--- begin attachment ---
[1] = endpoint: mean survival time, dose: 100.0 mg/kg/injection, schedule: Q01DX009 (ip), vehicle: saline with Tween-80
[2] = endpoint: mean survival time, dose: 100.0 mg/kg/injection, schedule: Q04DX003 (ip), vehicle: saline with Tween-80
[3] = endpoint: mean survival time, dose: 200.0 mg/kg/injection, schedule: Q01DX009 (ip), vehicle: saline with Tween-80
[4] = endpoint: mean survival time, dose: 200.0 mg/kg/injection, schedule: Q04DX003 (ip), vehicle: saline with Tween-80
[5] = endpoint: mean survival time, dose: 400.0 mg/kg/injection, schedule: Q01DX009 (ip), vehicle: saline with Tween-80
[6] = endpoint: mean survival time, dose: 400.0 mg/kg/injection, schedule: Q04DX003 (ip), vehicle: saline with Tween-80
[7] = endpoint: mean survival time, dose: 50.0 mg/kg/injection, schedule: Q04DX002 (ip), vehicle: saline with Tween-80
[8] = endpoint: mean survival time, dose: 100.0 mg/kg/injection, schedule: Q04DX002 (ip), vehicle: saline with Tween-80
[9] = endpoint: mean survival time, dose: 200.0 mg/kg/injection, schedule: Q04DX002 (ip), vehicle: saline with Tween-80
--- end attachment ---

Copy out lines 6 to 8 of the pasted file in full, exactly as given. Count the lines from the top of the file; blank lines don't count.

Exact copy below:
[6] = endpoint: mean survival time, dose: 400.0 mg/kg/injection, schedule: Q04DX003 (ip), vehicle: saline with Tween-80
[7] = endpoint: mean survival time, dose: 50.0 mg/kg/injection, schedule: Q04DX002 (ip), vehicle: saline with Tween-80
[8] = endpoint: mean survival time, dose: 100.0 mg/kg/injection, schedule: Q04DX002 (ip), vehicle: saline with Tween-80